Much more romantically situated than Svolvær is the port of Kabelvåg, lying 5km (3 miles) to the south. This is also a much better introduction to the quaintness of the Lofotens than Svolvær. The port of wooden buildings encircles the shore of a narrow inlet. In its heyday it was the major village in the Viking era, a position it maintained until the early years of the 20th century. The first rorbuer (fishermen's cottages) were erected here in 1120.

One of the best walks in the area, giving you a flavor of the Lofotens, is the road between Svolvær and Kabelvåg. You go from the hustle and bustle of Svolvær, without all that much charm, to a little center of wooden houses hugging the shore of a knobby inlet. Along the way you're treated to seascapes of a certain majesty. Otherwise, frequent buses (every 20 min. in summer) run from Svolvær, taking 15 minutes and costing NOK50 ($10/£5) for a one-way fare.

Seeing the Sights

For NOK140 ($28/£14), you can purchase (at any of the sites) a combination ticket, granting admission to the Lofoten Museum, the Lofoten Aquarium, and the Galleri Espolin.

Lofoten Museum, Storvågan (tel. 76-06-97-90), was constructed over the site of the first town built in the polar world. The regional museum depicts past life in the Lofoten, and excavations continue at the site of an old trading post. On the museum grounds, you can visit a boathouse with antique boats, rorbu cabins from the 18th and 19th centuries, and cultural artifacts dating from prehistoric and medieval times. Admission is NOK60 ($12/£6) for adults, NOK25 ($5/£2.50) for children. Open June to August daily 9am to 6pm; May and September Monday to Friday 9am to 3pm; closed Saturday, Sunday 11am to 3pm; October to December 20 and January 2 to April Monday to Friday 9am to 3pm.

For the adventurous is a Killer Whale Safari in inflatable boats. Day trips to spot whales -- the largest group of killer whales in the world come to the Lofotens -- are staged from November 1 to January 11. Trips take 4 hours and cost NOK940 ($188/£94) per passenger. Departures are daily at 9am and 1:30pm. To arrange a tour contact Tysfjord Turistsenter based in Storjord (tel. 75-77-53-70;

Jann's Adventure Lofoten (tel. 76-07-89-10; offers the best sailing trips around the Lofotens in boats built of wood. On these trips, boats cross open water to get from one island to the other. Three-hour trips cost NOK475 ($95/£48) for adults and NOK324 ($65/£33) for children 15 and under. Departures are daily on request.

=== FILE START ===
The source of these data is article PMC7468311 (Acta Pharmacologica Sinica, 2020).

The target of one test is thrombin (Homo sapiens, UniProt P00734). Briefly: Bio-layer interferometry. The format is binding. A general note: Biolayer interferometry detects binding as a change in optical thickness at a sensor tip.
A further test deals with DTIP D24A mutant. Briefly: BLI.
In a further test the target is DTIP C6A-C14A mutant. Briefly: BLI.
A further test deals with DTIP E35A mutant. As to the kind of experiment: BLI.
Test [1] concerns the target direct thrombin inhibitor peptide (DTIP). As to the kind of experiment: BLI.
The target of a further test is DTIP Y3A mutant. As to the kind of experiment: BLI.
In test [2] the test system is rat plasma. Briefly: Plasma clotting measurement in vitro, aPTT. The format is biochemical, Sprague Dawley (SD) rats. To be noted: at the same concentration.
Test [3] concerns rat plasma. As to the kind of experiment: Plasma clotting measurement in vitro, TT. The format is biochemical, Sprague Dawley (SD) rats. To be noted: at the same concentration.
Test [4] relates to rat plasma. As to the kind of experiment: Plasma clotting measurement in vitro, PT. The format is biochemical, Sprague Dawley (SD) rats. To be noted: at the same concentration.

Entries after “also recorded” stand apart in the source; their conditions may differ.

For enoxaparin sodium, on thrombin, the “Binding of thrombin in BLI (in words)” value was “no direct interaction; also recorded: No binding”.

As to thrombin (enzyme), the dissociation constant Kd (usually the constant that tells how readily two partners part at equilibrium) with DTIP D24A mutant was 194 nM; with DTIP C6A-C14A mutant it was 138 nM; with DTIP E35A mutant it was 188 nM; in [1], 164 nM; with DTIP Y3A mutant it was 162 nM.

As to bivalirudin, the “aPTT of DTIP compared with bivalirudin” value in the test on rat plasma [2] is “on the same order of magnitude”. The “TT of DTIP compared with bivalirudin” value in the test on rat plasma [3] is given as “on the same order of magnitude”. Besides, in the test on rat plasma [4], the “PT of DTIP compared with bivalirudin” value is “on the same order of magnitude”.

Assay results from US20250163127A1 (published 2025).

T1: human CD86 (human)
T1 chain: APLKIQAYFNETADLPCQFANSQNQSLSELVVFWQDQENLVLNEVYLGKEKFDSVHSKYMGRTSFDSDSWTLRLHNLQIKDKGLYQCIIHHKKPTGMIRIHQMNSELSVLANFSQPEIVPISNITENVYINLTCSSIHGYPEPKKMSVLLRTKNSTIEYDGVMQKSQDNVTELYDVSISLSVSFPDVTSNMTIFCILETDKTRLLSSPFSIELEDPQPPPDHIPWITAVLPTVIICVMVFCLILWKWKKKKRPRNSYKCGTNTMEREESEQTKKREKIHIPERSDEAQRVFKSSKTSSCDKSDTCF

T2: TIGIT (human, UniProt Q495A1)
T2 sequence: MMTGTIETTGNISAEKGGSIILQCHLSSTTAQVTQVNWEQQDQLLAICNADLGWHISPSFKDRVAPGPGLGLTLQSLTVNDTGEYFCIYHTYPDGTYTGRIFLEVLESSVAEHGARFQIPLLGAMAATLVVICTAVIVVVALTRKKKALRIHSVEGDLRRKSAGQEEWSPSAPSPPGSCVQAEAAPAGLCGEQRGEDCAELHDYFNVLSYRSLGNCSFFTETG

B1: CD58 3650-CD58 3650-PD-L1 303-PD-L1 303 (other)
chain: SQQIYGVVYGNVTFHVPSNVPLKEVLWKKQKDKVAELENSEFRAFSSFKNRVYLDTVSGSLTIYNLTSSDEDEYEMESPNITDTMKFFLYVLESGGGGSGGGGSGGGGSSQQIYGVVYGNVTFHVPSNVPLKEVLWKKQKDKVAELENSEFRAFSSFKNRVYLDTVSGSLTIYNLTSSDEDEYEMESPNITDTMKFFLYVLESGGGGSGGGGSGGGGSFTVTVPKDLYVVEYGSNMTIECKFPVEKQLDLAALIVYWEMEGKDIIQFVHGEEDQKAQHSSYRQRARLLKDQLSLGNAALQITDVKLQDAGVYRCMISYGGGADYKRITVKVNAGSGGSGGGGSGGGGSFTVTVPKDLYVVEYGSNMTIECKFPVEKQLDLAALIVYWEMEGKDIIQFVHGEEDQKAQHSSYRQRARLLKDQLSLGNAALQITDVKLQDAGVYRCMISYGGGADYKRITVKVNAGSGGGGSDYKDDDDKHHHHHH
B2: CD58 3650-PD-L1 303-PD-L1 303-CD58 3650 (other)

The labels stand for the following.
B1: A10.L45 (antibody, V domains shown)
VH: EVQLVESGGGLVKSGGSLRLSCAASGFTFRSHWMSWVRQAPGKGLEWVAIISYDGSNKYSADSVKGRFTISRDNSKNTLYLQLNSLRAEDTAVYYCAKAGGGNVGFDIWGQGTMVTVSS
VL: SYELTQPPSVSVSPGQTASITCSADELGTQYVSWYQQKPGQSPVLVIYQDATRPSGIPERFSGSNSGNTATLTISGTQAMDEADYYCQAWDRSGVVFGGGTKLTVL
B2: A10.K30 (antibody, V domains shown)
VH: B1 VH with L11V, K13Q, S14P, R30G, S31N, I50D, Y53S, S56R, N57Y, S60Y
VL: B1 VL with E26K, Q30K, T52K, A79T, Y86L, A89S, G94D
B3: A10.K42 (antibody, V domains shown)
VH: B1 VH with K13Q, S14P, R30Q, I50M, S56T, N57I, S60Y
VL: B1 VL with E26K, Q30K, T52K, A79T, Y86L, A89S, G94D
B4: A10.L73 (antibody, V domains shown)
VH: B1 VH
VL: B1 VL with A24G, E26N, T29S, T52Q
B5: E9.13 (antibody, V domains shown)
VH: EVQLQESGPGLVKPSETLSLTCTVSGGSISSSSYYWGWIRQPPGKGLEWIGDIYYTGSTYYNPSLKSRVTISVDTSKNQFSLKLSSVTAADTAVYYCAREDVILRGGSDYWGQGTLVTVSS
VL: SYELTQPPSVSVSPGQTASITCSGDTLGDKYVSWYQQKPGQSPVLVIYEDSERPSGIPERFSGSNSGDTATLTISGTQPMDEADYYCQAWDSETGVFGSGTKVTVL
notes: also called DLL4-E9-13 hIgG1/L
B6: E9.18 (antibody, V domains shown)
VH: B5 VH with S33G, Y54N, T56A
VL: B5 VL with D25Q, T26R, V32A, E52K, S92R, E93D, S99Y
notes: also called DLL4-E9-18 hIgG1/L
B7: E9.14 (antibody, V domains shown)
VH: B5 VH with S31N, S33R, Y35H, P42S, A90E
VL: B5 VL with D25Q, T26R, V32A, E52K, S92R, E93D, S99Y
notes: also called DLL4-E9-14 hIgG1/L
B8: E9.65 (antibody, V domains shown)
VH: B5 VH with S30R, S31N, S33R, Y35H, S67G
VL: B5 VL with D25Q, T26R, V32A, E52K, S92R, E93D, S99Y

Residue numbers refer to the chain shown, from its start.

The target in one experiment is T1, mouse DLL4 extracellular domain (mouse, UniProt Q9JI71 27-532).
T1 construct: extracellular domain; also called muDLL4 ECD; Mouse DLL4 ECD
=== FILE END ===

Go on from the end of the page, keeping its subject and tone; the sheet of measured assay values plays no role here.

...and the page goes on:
This same outfitter also offers cycling trips around the archipelago. These leave at 3pm on Saturdays throughout the summer, as it doesn't get dark because of the midnight sun. The cost of a 1-day jaunt is NOK845 ($169/£85) per person. If you possess the necessary skills, you can also rent kayaks to test your luck in the waters of the Lofotens. A single kayak for the day rents for NOK420 ($84/£42). Fishing trips are also arranged, with no more than 12 fishermen aboard at one time. Trips last 4 hours and cost NOK350 ($70/£35). Departures are daily at 6pm in summer.

Close by and opening onto the sea, Lofoten Aquarium, Storvågan (tel. 76-07-86-65;, offers nearly two dozen aquariums of various sizes filled with fish and other marine animals, including mammals, from the Arctic world. Of special interest are the seal and otter ponds. There's also a salmon-farm exhibit, and much attention is given to the "noble" cod, which has sustained life in these parts for centuries. Admission is NOK80 ($16/£8) for adults, NOK40 ($8/£4) for children ages 5 to 15, and free for children 4 and under. Hours are February to May 31 Monday to Friday 11am to 3pm, June 1 to August 31 daily 10am to 7pm, and September to November daily 11am to 3pm.

The distinctive, contemporary Galleri Espolin, Storvågan (tel. 76-07-84-05;, is devoted to the works of artist Kaare Espolin Johnson (1907-94), one of Norway's best-known artists. Espolin was drawn to the archipelago and was fascinated by its life and that of its fishermen. Amazingly, this almost lyrical artist was practically blind for most of his life. He painted not only the fishermen, but also their wives, their boats, and the drama they faced at sea. From June 11 to August 8, the museum is open daily 10am to 7pm (closing earlier off season). Admission is NOK60 ($12/£6) for adults and NOK25 ($5/£2.50) for children.

On the eastern approach to town, along E10, stands Vågan Kirke (tel. 76-07-82-90), a church from 1898 that is the second-largest wooden church in Norway, with a seating capacity of 1,200. It was constructed to house the seasonal population of fishermen who came mostly for the winter catches, swelling the population of little Kabelvåg. Admission is NOK20 ($4/£2), but the church keeps no regular hours (it's usually open during the day in summer).

Note: This information was accurate when it was published, but can change without notice. Please be sure to confirm all rates and details directly with the companies in question before planning your trip.